> and music. Could you tell us a bit more about that?

Selena: Dandy Warhols? ouch.

I don't know them but the Wikipedia entry looks interesting ... 'The Portland, Oregon Warhols are strongly influenced by The Velvet Underground and The Rolling Stones [citation needed] as well as including implicit musical references to Jethro Tull and My Bloody Valentine in some songs. Frontman Courtney Taylor-Taylor describes the band beginning as a group of friends who "needed music to drink to." The band performed live shows in bars throughout Portland and released their first album, Dandy's Rule OK? in 1995. This album was influential in Capitol Records' decision to sign the band.

The band first achieved success in Europe after the release of their second record ...The Dandy Warhols Come Down in 1997; the lead single "Not If You Were The Last Junkie On Earth" proved popular in many countries across the continent.'

... not very popular in the USA they say.

selena: I'm no expert on indie rock in portland -- but I do not have a good impression of that particular band. There are many bands that call Portland home these days -- Modest Mouse, Sleater Kinney, the Shins, the Decemberists, Mirah, Quazi, former members of Hazel... Lots were originally from Olympia or Seattle. And several are very recent imports (the shins?).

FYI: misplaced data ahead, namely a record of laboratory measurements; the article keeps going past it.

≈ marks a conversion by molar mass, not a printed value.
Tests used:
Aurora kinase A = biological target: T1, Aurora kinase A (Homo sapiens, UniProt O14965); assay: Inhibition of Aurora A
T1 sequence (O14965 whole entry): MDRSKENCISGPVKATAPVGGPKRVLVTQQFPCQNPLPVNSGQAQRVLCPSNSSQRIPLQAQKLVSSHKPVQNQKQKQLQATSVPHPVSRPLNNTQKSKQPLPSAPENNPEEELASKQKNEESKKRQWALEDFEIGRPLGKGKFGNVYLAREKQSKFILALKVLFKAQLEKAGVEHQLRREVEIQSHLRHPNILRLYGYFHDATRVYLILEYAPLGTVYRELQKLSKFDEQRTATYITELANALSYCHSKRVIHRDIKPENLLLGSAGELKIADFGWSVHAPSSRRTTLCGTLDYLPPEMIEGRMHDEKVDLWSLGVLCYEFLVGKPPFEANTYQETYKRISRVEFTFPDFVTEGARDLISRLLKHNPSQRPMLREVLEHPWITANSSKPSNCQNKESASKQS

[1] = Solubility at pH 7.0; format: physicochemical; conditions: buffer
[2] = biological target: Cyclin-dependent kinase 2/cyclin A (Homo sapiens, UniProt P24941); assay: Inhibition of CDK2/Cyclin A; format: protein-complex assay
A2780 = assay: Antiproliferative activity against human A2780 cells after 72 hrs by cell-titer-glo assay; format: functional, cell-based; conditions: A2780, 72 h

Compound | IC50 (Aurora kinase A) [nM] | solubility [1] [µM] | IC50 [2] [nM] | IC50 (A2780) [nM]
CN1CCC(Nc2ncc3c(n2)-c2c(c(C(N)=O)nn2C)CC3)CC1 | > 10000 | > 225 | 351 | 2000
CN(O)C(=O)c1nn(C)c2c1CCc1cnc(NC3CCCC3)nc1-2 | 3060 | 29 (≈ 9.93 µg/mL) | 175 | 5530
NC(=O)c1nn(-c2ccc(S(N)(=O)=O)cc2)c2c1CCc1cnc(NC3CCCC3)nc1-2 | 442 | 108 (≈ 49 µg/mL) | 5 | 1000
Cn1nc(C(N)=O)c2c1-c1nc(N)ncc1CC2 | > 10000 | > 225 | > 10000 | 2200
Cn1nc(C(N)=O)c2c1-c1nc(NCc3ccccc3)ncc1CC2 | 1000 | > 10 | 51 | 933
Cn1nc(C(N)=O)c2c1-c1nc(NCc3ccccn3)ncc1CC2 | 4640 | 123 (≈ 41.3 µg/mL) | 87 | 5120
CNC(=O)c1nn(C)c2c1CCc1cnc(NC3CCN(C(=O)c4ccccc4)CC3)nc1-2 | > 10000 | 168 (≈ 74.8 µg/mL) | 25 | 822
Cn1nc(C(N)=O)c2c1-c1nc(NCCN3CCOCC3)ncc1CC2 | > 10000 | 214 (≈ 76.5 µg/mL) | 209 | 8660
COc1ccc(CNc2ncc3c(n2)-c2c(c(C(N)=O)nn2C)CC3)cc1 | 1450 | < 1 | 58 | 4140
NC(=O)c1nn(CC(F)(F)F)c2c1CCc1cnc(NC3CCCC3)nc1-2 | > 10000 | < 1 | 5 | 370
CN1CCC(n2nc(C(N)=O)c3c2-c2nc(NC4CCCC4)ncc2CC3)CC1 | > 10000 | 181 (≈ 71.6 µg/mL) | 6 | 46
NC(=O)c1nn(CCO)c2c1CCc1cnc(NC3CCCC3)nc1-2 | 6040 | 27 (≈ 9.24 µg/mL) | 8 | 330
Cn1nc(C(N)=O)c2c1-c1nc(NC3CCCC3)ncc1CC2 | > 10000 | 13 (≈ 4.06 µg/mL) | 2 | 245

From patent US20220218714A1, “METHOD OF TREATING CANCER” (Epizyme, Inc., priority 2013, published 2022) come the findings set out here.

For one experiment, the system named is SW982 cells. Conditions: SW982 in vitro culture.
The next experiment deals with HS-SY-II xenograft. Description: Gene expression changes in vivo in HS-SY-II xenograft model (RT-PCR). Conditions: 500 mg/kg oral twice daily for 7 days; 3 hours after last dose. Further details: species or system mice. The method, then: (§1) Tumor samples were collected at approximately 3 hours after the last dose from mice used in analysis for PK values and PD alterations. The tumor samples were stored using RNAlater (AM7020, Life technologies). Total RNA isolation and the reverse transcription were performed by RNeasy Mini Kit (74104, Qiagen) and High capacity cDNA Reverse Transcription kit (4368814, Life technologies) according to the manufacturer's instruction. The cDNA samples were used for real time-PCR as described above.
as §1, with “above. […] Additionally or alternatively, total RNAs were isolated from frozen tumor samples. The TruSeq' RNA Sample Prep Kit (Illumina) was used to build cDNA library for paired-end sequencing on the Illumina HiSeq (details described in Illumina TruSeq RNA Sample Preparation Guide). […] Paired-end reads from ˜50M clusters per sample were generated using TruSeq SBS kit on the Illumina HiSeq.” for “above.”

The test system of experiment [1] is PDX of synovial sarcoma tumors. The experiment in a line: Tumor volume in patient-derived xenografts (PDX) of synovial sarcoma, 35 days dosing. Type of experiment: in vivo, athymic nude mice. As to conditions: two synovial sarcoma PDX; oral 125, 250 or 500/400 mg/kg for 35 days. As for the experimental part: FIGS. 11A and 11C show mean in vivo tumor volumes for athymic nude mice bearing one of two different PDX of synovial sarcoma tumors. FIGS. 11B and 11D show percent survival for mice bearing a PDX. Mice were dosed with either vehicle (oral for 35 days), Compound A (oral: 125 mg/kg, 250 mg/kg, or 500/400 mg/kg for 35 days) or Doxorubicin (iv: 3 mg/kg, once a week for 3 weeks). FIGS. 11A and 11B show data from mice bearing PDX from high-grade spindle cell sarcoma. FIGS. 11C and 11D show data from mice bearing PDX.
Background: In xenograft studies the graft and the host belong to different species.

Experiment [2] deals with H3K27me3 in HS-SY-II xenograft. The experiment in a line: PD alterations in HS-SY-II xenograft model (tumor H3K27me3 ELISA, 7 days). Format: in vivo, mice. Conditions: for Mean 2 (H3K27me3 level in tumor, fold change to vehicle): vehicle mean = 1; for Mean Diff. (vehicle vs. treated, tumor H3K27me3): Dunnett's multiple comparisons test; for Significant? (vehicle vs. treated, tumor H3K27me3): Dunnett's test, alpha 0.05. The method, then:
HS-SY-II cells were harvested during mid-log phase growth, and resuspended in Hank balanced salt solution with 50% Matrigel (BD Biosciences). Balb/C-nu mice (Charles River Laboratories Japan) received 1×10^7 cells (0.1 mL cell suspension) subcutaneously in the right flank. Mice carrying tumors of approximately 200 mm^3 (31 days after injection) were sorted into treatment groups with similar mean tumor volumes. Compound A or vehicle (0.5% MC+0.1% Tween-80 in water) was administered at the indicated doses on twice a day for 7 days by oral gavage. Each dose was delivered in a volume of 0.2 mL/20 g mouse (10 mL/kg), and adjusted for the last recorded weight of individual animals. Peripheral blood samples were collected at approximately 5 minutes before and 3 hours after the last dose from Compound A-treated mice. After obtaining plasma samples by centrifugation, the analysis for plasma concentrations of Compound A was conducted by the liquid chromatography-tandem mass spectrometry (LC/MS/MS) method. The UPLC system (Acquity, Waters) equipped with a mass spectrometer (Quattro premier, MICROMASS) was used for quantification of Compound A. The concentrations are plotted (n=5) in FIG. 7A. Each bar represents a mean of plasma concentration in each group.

It may be that the Dandy Warhols blew open the musical doors to Portland for the rest of the country.. but I don't think so. I think that the indie acts from Olympia that frequently toured in Portland, and then eventually moved here were the real influences. Portland has had a strong "underground" music scene for at least 20 years, with significant youth-focused band encouragement and mentorship. I think that the music programs in town are starting to dwindle, which doesn't bode well for the future of music here in town. We'll have an influx of more mature bands for another decade, but after that... we'll see what happens.

Now i'm interested in what caused all the musical hubub here. More research is in order.

> What are the main venues in town? What sort of music is generally
> played in them (I know this sort of info has a short usability span
> generally)?